BP (LON: BP) hit record profits in its 2022 results at a whopping $27.7bn, and announced it is slowing down the pace of its withdrawal from oil and gas.
It now expects to cut oil and gas production by 25% by 2030 – a huge drop on the 40% reduction ambition it set out in 2019.
The oil major also plans to hand more cash to shareholders, drawing ire on the UK windfall tax debate.
Greenpeace said the firm’s climate aims are “undermined” by its oil and gas rollback, despite announcing a multi-billion dollar energy transition spending strategy today.
Campaigner Kate Blagojevic, said: “BP is yet another fossil fuel giant mining gold out of the vast suffering caused by the climate and energy crisis.
“What’s worse, their green plans seem to have been strongly undermined by pressure from investors and governments to make even more dirty money out of oil and gas.
“This is precisely why we need governments to intervene to change the rules.”
BP’s $27.7bn figure for underlying replacement cost profits, a proxy for net profits, is more than double the earnings of 2021 at $12.8bn.
It follows rival Shell last week which posted net earnings of $40bn, further adding fuel to the debate around the cost-of-living crisis and the UK windfall tax.
Windfall tax and ‘spraying investors with cash’
BP said it incurred total taxes of $15.1bn worldwide – it’s highest ever total – representing a tax rate of 34%.
In the North Sea, which accounts for less than 10% of global profits, BP said it will pay $2.2bn in 2022, including $700m due to the windfall tax, or Energy Profits Levy (EPL).
Meanwhile BP is increasing returns to shareholders – with a 10% increase to its quarterly dividend per ordinary share, and a further $2.75bn share buybacks before its 1Q 23 results.
That’s on top of $8.5bn of buybacks announced for 2022.
After an increase to the EPL in November, North Sea producers now pay a 75% headline rate on its profits to the UK Government, 35% of which is the windfall tax.
So, even if BP hadn't made the big Rosneft loss, there still wouldn't be a terribly compelling case for a windfall tax. The case for Shell is much clearer.
I've written more about that here: https://t.co/sMdJG1qDp0
— Dan Neidle (@DanNeidle) February 7, 2023
There are investment incentives for new projects, but firms which aren’t exposed to new spending are being hard hit, with Harbour Energy citing it as the reason for cutting jobs in Aberdeen.
Campaign group Global Witness said BP’s profits (£23bn) could cover nine million UK homes’ energy bills, estimated to average £2,500 in 2023.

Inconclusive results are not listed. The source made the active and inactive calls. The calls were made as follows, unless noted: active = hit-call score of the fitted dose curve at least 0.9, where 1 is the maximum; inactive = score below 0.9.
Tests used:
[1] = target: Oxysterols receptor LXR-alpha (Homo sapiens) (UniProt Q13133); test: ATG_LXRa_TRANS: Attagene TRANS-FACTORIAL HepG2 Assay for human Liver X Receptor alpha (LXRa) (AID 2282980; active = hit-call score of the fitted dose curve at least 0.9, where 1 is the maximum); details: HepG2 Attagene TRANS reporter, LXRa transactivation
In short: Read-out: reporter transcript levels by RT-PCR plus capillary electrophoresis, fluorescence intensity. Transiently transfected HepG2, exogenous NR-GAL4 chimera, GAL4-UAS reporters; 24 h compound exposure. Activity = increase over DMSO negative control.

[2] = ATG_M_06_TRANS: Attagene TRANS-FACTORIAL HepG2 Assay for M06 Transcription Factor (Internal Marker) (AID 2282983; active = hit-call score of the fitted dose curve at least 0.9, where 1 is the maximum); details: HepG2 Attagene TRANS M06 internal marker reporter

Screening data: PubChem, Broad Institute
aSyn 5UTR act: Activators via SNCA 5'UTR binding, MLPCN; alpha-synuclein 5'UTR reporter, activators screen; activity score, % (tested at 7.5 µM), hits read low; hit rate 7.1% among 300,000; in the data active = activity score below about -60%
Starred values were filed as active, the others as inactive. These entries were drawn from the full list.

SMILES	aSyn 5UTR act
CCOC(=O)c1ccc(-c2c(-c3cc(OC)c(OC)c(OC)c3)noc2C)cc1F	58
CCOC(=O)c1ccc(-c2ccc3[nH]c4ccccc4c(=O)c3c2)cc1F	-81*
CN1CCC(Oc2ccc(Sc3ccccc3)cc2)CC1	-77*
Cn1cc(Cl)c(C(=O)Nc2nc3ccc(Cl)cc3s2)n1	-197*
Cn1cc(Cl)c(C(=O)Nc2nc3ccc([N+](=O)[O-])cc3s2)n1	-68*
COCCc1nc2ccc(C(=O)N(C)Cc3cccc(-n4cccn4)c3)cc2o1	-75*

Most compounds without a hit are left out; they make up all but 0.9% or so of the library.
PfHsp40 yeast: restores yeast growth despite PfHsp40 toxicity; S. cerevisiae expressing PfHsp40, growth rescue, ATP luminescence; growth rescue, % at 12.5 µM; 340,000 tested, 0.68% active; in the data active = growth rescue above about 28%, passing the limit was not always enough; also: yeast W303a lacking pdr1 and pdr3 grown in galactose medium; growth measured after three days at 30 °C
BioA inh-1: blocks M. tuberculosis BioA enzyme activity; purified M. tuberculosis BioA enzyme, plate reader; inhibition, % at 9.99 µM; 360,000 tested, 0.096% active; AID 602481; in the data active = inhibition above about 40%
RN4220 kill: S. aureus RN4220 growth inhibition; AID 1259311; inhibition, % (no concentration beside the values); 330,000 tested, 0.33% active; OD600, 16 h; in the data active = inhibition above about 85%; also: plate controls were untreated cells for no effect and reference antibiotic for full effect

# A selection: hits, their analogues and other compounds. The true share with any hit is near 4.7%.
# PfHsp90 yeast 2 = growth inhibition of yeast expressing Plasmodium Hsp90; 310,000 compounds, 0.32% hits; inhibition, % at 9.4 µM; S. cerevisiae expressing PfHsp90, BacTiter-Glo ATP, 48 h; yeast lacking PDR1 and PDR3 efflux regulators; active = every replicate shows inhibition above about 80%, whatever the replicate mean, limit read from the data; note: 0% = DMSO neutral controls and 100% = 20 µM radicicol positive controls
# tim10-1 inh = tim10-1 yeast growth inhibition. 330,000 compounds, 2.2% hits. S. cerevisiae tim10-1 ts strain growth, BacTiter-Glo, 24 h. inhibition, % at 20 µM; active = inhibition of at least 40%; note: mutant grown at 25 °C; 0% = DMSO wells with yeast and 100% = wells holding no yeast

Senior campaigner Jonathan Noronha-Gant said: “Implementing a windfall tax to aid those struggling financially, paired with a significant increase in renewable energy and home insulation, could be the start of the end to the damaging fossil fuel era, both for people and the planet. BP is richer because you’re poorer.”
For BP, the earnings dwarf that of 2021, which in turn were its largest set of profits since posting $13.4bn in 2013, and $17bn in 2012.
Joshua Warner, senior analyst at City Index, said: “Shareholders will welcome the $2.75 billion share buyback considering this was significantly larger than expected, as well as the 10% dividend increase.
“Those increased returns came after BP generated significantly more cash than anticipated, allowing it to spray investors with cash and reduce its net debt for an eleventh consecutive quarter.”
Mr Warner also pointed to BP’s transition plans – spend of $8bn by 2030 – suggesting oil and gas and renewables could be on par at the firm.
“BP said it plans to invest up to $8 billion into cleaner energy projects between now and 2030 – and that is significant as that sum matches the budget put aside for its core oil and gas business to suggest they are now being treated equally.”
BP said its investment in “transition growth engines” increased ten-fold, from 3% of its investment in 2019 to 30% in 2022.
It comes after the firm released its recent energy outlook, putting peak oil already in the past.
BP said it will invest up to $8bn more in such “growth engines” by 2030, focusing on hydrogen and renewables and power “where BP can leverage integration”.
Chief executive Bernard Looney said: “It’s clearer than ever after the past three years that the world wants and needs energy that is secure and affordable as well as lower carbon – all three together, what’s known as the energy trilemma. To tackle that, action is needed to accelerate the transition. And – at the same time – action is needed to make sure that the transition is orderly, so that affordable energy keeps flowing where it’s needed today.
“As an integrated energy company, BP is very deliberately set up to help on both counts. With three years of delivery and track record – we have increased confidence our strategy is working. And with today’s announcement we are leaning further in. We are growing our investment into our transition and, at the same time, growing investment into today’s energy system. In doing so – we see tremendous opportunity to create value. And it’s what governments and customers are asking of companies like us.”